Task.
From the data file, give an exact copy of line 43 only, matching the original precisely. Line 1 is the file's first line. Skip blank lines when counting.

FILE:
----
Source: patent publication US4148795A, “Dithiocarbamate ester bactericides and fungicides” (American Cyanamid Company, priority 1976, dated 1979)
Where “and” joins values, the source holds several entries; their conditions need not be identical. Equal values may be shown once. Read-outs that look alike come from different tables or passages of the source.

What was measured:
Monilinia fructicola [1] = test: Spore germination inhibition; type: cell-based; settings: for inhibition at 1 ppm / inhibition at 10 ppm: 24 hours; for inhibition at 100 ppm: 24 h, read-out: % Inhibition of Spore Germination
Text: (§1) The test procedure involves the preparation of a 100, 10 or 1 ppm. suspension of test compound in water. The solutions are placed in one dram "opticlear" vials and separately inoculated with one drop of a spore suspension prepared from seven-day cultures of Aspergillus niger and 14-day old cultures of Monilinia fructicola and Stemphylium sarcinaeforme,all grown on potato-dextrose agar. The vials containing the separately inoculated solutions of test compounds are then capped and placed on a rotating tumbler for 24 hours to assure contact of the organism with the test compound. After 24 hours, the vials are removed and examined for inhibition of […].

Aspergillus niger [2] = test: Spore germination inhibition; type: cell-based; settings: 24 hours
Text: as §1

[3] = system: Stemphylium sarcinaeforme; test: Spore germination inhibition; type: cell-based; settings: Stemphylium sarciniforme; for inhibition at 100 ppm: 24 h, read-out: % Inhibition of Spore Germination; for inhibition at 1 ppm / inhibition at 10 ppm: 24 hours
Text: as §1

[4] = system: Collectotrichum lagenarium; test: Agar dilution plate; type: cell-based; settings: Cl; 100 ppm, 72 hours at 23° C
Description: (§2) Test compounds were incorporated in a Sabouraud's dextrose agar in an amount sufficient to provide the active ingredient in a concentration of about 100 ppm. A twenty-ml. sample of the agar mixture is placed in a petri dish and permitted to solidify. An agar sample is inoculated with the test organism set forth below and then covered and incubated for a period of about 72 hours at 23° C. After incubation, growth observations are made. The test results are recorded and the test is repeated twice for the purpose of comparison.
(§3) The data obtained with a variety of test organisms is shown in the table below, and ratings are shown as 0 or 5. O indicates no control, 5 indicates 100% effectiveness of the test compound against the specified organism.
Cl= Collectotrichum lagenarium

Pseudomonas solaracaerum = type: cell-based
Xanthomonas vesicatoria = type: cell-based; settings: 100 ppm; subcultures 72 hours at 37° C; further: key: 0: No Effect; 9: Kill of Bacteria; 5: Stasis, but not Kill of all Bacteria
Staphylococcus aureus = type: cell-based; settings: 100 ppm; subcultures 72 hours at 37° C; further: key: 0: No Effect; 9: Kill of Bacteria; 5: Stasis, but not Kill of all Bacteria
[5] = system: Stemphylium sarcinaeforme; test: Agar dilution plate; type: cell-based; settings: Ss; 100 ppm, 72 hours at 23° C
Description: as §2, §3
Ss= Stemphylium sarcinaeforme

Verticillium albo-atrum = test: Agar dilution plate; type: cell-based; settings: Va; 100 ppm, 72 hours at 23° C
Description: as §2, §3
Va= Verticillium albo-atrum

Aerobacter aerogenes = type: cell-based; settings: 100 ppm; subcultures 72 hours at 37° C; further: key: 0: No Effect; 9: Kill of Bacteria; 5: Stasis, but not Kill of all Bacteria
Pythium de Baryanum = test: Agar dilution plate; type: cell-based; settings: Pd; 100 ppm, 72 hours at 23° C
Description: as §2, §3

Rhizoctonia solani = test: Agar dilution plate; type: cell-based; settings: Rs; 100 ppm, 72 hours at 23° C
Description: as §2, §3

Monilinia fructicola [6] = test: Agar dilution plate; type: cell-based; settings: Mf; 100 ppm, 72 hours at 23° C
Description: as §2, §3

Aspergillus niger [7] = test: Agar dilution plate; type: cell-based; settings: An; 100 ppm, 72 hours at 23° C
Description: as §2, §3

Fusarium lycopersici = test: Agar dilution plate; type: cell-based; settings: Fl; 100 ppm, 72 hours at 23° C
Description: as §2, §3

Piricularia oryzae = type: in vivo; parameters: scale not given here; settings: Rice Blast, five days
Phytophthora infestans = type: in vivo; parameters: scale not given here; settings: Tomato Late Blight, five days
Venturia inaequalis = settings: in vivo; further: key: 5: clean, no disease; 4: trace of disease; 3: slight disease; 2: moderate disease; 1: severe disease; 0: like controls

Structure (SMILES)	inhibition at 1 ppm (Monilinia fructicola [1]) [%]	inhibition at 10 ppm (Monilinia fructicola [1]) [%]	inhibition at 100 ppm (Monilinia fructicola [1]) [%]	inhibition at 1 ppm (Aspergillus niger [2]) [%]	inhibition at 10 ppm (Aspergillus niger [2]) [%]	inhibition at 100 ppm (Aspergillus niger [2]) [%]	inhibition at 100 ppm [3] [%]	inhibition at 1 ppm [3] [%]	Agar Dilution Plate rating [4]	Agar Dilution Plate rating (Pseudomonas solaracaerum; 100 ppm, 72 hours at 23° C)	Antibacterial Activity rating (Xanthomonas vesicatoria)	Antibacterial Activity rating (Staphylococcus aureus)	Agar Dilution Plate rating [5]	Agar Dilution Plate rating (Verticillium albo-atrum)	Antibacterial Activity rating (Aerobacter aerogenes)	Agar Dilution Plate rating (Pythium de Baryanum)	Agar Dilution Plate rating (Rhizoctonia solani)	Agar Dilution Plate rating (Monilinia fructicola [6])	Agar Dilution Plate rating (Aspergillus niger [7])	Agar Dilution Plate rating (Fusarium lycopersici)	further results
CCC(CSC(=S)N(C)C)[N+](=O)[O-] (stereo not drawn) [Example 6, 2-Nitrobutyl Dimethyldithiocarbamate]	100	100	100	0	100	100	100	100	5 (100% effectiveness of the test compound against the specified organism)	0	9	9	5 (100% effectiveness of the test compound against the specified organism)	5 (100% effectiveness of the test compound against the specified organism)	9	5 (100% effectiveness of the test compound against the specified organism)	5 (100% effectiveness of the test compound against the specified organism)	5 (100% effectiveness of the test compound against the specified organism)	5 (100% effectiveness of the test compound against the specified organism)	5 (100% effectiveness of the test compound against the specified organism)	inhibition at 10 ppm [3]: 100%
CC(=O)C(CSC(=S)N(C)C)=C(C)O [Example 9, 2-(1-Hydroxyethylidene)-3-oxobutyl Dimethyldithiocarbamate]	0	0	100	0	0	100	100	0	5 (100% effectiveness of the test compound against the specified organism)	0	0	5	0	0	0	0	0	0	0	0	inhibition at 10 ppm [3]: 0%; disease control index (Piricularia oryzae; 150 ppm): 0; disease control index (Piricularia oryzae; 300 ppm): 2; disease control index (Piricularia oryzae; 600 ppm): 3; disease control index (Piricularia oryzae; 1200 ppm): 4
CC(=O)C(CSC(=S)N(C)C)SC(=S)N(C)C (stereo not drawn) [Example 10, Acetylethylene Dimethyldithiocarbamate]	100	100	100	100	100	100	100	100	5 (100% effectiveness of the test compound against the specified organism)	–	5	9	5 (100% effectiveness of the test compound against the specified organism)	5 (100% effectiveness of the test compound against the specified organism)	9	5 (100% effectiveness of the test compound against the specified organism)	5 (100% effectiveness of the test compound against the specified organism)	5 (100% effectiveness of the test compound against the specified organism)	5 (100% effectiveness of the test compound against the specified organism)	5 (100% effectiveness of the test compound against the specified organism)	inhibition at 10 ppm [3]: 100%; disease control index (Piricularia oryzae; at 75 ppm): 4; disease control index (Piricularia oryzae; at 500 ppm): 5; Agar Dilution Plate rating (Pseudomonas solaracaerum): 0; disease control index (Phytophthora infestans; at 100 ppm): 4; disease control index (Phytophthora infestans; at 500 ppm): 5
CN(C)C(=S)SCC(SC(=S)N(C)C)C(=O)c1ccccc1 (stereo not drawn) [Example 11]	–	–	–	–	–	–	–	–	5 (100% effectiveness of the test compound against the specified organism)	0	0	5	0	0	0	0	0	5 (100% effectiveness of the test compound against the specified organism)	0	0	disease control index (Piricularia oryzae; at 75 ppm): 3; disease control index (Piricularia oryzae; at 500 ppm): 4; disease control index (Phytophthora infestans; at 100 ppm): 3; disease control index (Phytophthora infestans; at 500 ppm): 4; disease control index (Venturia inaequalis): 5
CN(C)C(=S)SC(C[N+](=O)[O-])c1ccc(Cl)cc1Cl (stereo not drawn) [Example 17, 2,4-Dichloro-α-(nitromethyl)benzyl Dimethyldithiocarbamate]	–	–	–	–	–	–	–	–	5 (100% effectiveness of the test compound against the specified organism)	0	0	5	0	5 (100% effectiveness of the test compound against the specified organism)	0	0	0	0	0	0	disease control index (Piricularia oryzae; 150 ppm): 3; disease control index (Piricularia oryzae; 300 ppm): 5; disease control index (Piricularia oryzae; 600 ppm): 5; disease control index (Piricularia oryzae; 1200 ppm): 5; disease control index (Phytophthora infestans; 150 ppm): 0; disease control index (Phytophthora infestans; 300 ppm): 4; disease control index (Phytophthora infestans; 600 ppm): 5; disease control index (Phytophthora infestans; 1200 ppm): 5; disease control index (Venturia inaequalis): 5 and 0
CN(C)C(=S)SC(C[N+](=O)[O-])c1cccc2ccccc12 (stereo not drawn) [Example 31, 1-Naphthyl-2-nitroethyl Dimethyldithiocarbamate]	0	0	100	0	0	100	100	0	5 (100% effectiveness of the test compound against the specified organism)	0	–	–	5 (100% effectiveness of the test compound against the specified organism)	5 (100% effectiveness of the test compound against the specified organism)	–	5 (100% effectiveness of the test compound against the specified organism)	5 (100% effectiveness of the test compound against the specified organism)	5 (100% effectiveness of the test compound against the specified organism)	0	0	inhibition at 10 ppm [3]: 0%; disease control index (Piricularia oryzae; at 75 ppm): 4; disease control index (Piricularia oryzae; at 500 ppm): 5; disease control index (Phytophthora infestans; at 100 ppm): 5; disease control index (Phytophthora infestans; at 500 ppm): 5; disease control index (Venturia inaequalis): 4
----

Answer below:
CN(C)C(=S)SC(C[N+](=O)[O-])c1cccc2ccccc12 (stereo not drawn) [Example 31, 1-Naphthyl-2-nitroethyl Dimethyldithiocarbamate]	0	0	100	0	0	100	100	0	5 (100% effectiveness of the test compound against the specified organism)	0	–	–	5 (100% effectiveness of the test compound against the specified organism)	5 (100% effectiveness of the test compound against the specified organism)	–	5 (100% effectiveness of the test compound against the specified organism)	5 (100% effectiveness of the test compound against the specified organism)	5 (100% effectiveness of the test compound against the specified organism)	0	0	inhibition at 10 ppm [3]: 0%; disease control index (Piricularia oryzae; at 75 ppm): 4; disease control index (Piricularia oryzae; at 500 ppm): 5; disease control index (Phytophthora infestans; at 100 ppm): 5; disease control index (Phytophthora infestans; at 500 ppm): 5; disease control index (Venturia inaequalis): 4